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A smartphone-based, portable visible-near-infrared diffuse reflectance spectroscopy (DRS) method can perform pre-symptomatic detection of late blight disease in potato leaves.
Potato late blight is a devastating disease that affects potato plants worldwide, causing significant economic losses. It is caused by the fungus-like organism Phytophthora infestans and can cause complete crop failure if left unchecked. There have been several instances in history where potato blight has taken place, most notably the Irish Potato Famine that took place from 1845 to 1862 (1).
Traditional methods of detecting the disease involve a visual inspection of the plants, which is time-consuming and can result in false positives and negatives. Recently, researchers have developed a portable diffuse reflectance spectroscopy (DRS) method for pre-symptomatic detection of late blight disease in potato leaves (2).
A prototype of a smartphone-based DRS spectrophotometer has been developed, which can be connected to a smartphone with a micro-USB cable (2). The handheld spectrophotometer can be used for in-field noninvasive leaf DRS measurement, and a smartphone app can be used to initiate the measurement and store the data. The device is portable and easy to use, making it a convenient tool for researchers and farmers to detect diseases in plants (2).
The DRS method measures diffuse reflectance of samples over a wavelength range of 600 to 950 nm representing the visible and shortwave near-infrared (NIR) spectral region (2). The device works by shining a light on the surface of the potato leaf and measuring the reflected light. The reflected light carries information about the chemical composition of the leaf, including the presence of certain biomolecules that can indicate the presence of late blight disease. The researchers tested the method on a series of potato leaves infected with late blight disease (2). The researchers found that it was able to accurately detect the disease before any visible symptoms appeared (2).
The new method has several advantages over traditional methods of detecting late blight disease. It is nondestructive, meaning that the potato plant can continue to grow and produce potatoes after the measurement is taken (2). Taking only a few seconds to collect a measurement, this new method is more efficient and accurate, with a sensitivity and specificity over 90% (2).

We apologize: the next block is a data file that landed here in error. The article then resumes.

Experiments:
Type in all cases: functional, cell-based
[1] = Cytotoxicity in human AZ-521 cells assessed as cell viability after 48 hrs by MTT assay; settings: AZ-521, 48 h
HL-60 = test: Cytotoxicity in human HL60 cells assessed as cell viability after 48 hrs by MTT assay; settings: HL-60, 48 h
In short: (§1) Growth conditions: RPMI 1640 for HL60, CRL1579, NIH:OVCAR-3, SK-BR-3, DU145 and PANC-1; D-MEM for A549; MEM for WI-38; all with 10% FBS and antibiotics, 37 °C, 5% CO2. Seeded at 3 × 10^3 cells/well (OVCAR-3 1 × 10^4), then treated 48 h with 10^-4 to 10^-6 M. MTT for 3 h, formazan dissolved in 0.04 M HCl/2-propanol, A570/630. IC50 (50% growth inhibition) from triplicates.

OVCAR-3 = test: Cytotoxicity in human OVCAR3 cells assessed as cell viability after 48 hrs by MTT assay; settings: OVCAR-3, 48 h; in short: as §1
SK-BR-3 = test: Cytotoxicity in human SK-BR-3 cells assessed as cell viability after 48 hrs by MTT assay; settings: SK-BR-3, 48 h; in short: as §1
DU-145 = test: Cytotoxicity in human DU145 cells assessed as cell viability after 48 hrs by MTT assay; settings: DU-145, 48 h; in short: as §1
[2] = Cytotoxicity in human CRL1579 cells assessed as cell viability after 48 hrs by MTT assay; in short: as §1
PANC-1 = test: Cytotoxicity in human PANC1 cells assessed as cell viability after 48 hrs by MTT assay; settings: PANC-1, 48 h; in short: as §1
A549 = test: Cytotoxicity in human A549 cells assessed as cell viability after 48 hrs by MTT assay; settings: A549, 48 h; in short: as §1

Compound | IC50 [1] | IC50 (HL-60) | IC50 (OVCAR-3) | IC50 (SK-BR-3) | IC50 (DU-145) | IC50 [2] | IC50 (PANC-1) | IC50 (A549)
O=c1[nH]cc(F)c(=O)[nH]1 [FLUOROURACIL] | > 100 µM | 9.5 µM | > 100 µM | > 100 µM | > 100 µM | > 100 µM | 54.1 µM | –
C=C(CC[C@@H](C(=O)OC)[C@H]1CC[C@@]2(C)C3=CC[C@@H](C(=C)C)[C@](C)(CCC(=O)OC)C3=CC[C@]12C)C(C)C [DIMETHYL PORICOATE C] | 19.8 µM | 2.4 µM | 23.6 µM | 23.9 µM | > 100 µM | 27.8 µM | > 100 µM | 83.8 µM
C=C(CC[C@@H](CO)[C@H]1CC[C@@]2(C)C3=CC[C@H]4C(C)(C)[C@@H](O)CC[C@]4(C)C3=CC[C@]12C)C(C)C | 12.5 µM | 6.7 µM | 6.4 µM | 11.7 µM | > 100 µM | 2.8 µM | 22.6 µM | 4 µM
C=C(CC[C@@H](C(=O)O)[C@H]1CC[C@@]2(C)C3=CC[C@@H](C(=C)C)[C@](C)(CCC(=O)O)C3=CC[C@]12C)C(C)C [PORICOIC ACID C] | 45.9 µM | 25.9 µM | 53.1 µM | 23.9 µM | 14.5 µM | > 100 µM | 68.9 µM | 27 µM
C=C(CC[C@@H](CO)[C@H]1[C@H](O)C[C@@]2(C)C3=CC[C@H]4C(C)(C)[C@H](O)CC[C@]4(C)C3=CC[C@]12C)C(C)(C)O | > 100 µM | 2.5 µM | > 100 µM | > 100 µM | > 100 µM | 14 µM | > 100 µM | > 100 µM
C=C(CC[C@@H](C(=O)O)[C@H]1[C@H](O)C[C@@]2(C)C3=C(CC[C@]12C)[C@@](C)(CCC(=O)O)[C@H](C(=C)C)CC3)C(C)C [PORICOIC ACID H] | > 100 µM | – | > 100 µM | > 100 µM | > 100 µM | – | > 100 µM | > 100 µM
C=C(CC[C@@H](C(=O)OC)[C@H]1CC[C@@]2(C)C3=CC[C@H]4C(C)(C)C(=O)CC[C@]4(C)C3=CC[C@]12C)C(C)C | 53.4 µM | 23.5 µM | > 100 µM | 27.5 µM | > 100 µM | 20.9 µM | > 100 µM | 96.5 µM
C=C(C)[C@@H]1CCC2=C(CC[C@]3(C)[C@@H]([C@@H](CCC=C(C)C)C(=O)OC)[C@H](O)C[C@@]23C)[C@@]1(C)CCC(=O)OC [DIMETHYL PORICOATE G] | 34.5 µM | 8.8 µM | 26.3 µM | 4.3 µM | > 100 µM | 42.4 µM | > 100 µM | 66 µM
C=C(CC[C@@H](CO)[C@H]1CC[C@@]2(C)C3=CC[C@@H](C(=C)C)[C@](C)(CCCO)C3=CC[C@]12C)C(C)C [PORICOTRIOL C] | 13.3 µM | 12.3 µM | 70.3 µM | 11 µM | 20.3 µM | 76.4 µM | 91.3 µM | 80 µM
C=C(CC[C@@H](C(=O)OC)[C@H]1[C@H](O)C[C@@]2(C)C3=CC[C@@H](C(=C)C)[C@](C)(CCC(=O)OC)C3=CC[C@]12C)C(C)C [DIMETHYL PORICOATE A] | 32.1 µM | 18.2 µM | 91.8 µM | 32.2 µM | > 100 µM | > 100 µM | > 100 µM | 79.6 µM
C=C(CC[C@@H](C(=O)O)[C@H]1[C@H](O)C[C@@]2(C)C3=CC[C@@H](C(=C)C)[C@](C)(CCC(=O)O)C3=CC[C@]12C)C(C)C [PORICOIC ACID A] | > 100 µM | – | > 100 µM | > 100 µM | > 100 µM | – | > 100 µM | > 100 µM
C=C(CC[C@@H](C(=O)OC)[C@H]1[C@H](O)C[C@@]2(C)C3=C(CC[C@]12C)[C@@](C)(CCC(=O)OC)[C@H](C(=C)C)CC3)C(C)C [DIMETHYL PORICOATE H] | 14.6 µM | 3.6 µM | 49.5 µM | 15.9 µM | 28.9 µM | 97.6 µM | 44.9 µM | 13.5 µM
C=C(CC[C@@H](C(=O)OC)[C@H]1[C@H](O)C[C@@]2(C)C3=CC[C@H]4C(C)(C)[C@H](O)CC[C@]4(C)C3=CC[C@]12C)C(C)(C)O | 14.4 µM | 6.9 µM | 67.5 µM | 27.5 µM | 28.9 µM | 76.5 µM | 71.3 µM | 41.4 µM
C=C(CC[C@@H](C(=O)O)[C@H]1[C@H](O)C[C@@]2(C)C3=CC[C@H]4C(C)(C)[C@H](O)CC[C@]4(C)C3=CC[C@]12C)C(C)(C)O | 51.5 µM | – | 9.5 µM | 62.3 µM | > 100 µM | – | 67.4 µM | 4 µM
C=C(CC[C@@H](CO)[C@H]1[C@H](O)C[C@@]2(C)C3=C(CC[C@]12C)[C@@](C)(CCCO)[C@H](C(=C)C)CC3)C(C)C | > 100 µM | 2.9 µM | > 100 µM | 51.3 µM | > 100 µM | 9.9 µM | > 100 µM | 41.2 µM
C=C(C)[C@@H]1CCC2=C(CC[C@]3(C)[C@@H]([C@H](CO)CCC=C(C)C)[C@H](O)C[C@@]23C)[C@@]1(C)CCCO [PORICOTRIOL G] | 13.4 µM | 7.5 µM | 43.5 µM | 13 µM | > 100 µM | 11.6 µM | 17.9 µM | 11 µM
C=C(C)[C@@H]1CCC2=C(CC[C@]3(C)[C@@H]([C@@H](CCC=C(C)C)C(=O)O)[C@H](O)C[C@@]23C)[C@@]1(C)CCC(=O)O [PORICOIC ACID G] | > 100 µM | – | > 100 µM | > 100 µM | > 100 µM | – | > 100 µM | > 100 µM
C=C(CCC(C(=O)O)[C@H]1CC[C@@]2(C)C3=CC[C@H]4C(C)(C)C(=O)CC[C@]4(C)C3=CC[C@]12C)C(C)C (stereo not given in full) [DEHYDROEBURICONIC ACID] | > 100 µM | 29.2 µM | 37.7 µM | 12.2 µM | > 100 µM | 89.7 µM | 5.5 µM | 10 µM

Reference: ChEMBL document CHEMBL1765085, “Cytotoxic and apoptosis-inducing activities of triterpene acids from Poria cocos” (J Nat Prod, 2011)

The researchers suggest that the DRS method could be used for routine monitoring of potato crops for late blight disease (2). It could also be used to rapidly screen potato varieties for resistance to the disease, allowing farmers to choose varieties that are less susceptible to infection (2).
The study highlights how portable DRS has great potential to be used as a tool for rapid and non-destructive detection of plant diseases. This method could be adapted for use with other crops and diseases, helping farmers to quickly identify and respond to plant health threats (2).
In summary, the development of a portable DRS method for pre-symptomatic detection of late blight disease in potato leaves represents a significant advancement in the field of plant disease diagnostics. The method has the potential to improve crop yields and reduce economic losses due to plant disease (2).
(1) Wikipedia, Great Famine (Ireland). https://en.wikipedia.org/wiki/Great_Famine_(Ireland) (accessed 2023-04-10).
(2) Zhou, C.; Bucklew, V.; Edwards, P.; Zhang, C.; Yang, J.; Ryan, P.; Hughes, D.; Qu, X.; Liu, Z. In-Field Leaf Diffuse Reflectance Spectroscopy for Pre-Symptomatic Detection of Potato Late Blight Disease. Appl. Spectrosc. 2023, March 10, DOI: 10.1177/00037028231165